An Uber Eats courier is pictured as they pick up an order for delivery from a restaurant in Toronto on February 27, 2020. THE CANADIAN PRESS/Nathan Denette

An Uber Eats courier is pictured as they pick up an order for delivery from a restaurant in Toronto on February 27, 2020. THE CANADIAN PRESS/Nathan Denette

Uber Canada workers oppose company’s new pitch to provinces, say it lacks fair pay

Gig workers say Uber’s proposal allows company to continue to avoid treating its couriers and drivers fairly

Uber Technologies Inc. wants provinces to force the tech giant and other app-based companies to offer gig workers some benefits through a new proposal, but an advocacy group says the plan will still leave them paid less than minimum wage and with no job security.

Uber’s pitch was unveiled Wednesday and is called Flexible Work+. It asks provinces to require app-based gig employers to accrue self-directed benefit funds that can be dispersed to drivers for prescriptions, dental and vision care and provide safety training and tools like reflective vests.

Uber workers are currently classified as independent contractors who are not required to be given benefits or minimum wage like employees would be under provincial laws.

Gig workers and employment lawyers say Uber’s new proposal allows the company to continue to avoid treating its couriers and drivers fairly and to keep them in a state of precarity.

“They can lock us into an arrangement that is only for their benefit and that doesn’t benefit us at all,” said Brice Sopher, an UberEats worker in Toronto and representative for Gig Workers United, an advocacy group for delivery workers in Canada.

“(The proposal) doesn’t address any of the real issues that workers have been talking about.”

Sopher’s group has long been advocating for app-based companies like Uber to offer a living wage, sick pay and more stability to workers.

Uber has fought those requests by arguing that workers want flexibility to choose when, where and how often they work and don’t want to be tied to formal schedules that could come with traditional employment.

The company has been trying to further solidify that position across the globe in recent months. It spent millions last year to convince Californians to vote in favour of Proposition 22, which allowed them to continue to classify couriers and drivers as independent contractors rather than employees.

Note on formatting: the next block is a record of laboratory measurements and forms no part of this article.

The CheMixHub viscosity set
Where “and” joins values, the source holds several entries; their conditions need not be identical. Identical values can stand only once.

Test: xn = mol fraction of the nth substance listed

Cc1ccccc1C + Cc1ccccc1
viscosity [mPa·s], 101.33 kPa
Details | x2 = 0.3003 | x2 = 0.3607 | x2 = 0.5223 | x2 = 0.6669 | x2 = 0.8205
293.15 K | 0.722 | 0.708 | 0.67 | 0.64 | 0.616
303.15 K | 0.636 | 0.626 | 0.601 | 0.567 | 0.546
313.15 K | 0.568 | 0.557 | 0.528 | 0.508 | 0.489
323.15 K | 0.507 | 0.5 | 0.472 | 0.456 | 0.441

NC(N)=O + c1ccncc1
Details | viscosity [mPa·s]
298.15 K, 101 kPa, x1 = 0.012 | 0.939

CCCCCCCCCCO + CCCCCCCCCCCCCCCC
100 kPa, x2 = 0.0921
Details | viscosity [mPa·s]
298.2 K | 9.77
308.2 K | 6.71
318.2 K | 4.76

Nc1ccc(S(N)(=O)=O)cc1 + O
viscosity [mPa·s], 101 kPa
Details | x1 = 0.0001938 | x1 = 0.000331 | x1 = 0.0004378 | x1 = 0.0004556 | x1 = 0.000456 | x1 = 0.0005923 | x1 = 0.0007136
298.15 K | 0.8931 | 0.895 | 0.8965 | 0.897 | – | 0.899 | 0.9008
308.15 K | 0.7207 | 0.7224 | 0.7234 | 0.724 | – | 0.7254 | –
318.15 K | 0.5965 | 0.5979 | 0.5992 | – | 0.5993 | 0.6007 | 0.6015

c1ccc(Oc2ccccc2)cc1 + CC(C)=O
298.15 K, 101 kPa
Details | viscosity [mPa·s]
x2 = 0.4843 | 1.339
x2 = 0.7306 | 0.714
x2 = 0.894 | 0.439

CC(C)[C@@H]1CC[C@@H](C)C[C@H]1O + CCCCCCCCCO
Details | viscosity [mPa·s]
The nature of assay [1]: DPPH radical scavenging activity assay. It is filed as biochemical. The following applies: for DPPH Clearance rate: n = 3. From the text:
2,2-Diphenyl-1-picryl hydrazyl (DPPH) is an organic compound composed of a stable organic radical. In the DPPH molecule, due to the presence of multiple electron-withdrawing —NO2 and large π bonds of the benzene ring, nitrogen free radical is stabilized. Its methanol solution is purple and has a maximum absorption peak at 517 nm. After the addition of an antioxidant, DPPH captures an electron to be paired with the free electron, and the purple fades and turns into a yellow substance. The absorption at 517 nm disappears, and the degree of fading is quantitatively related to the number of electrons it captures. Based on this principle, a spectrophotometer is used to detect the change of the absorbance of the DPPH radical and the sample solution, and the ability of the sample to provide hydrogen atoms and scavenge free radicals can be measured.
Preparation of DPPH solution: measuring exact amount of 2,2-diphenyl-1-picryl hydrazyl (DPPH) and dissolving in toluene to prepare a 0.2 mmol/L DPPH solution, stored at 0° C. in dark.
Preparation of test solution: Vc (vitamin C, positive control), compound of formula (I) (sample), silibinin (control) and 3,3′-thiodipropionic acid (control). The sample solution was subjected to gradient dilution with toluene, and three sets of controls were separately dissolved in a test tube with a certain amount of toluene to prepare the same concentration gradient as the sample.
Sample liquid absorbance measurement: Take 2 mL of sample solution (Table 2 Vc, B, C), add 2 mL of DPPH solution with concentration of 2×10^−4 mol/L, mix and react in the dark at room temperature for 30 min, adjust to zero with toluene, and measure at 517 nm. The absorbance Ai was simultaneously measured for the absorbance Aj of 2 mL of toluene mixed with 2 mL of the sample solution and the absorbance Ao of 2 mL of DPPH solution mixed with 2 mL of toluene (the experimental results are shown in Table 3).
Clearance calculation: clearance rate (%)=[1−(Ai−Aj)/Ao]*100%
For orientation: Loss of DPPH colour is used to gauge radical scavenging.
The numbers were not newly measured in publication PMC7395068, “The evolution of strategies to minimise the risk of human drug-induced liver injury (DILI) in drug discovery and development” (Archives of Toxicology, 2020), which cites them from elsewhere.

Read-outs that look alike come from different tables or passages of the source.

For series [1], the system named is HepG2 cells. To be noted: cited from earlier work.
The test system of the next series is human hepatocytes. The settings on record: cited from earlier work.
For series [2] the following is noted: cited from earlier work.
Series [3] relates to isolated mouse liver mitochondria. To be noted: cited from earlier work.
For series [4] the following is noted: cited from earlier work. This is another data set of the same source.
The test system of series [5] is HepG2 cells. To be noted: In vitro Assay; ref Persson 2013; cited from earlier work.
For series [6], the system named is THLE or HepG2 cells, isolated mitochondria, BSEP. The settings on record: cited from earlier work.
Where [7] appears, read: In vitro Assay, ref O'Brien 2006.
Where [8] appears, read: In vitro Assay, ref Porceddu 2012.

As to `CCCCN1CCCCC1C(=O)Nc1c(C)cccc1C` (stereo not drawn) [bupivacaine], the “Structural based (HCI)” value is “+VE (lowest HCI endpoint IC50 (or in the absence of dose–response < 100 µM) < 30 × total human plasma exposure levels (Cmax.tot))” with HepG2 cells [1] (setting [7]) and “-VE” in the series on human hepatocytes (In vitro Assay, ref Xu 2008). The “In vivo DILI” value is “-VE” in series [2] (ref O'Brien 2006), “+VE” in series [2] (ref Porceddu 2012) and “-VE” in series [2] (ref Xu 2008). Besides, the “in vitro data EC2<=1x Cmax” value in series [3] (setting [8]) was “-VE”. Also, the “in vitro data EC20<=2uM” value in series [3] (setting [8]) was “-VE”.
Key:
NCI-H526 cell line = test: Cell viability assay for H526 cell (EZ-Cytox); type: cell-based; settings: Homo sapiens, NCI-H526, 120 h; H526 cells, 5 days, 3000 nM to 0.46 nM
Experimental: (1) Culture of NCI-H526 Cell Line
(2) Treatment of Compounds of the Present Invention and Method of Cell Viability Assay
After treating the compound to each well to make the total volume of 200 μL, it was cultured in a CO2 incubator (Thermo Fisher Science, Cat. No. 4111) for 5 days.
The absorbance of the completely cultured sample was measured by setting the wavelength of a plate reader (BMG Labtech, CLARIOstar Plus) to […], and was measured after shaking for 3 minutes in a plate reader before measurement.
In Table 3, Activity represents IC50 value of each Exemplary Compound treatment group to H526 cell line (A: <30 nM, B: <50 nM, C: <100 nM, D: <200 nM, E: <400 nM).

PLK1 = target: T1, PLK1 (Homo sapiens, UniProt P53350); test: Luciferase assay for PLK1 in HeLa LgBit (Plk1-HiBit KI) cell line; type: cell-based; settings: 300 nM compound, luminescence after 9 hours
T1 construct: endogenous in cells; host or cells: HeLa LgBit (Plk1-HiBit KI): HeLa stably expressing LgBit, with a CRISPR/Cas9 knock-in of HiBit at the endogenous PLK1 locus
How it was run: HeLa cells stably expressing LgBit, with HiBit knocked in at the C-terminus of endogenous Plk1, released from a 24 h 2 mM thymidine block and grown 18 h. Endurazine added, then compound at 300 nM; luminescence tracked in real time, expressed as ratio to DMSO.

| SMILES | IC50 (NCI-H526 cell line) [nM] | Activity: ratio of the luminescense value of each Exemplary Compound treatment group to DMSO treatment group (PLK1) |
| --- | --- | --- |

Sopher and Joshua Mandryk, a labour lawyer at Goldblatt Partners in Toronto, see the Canadian proposal as a continuation of Proposition 22, which passed in November’s election despite union opposition.

“Canadians should not be fooled,” said Mandryk.

“Uber has framed this proposal as a magnanimous bestowing of benefits when it really appears to be about carving their drivers out of basic employment standards protections like the minimum wage.”

Samara Belitzky, a lawyer at Samfiru Tumarkin LLP, said that if Uber workers were considered employees it would have to offer minimum wage, vacation pay and protected, parental and medical leave. Workers would be able to access compensation in the event of workplace injuries and would get unemployment benefits, she added.

“Uber realizes that the way … they’re misclassifying drivers as contractors when they’re really employees is not necessarily working out, and so they are now spending the time to get the government involved to change the law so that they can kind of have their cake and eat it too,” said Belitzky, whose firm is currently pursuing a class-action lawsuit against Uber.

When Uber unveiled its proposal, the company’s senior vice-president of global rides and platform pushed back on views like Belitzky’s.

“Our view is our current employment system is outdated, unfair and somewhat inflexible and some workers get benefits and protections and others don’t,” Andrew MacDonald told The Canadian Press.

“We feel that COVID has exposed some of those fundamental flaws and think this is a good opportunity for change.”

READ MORE: Uber Canada seeks labour model allowing it to provide benefits to drivers, couriers

Uber is pursuing the model, he said, rather than existing ones because an October survey of more than 600 Uber couriers and drivers in Canada showed 65 per cent favoured Flexible Work+. Roughly 16 per cent still like the current independent contractor model and 18 per cent wanted to be classified as employees with benefits.

MacDonald believes workers will like Uber’s idea to offer drivers and couriers in the country access to funds that they can spend on prescriptions, dental, or vision care and potentially even RRSPs or tuition.

Uber envisions drivers and couriers getting to decide how to use the money, which could be allocated based on hours worked, and it would also look at sending drivers and couriers equipment like safety vests or phone mounts.

UberEats courier Spencer Thompson sees the pitch as “a step in the right direction,” but wishes it addressed wages. He claims pay changes Uber made last summer resulted in some courier’s earnings dropping to $3.99 from $10 per trip before tips during the last year.

“A lot of the drivers, especially more in like the suburbs, would probably want some protections like minimum wage and other employee type benefits,” said Thompson, who has debated quitting the app.

Uber’s pitch includes committing to more transparency around pay and investing more in drivers, but the company wants regulatory changes to be widespread and affect app-based competitors too.

Companies including Lyft and DoorDash said in emails that they support stronger safety measures and benefits for workers, but did not directly comment on Uber’s pitch.

Government officials were just receiving Uber’s proposal Wednesday, but Ontario Labour Minister Monte McNaughton said he was looking forward to tackling the future of work.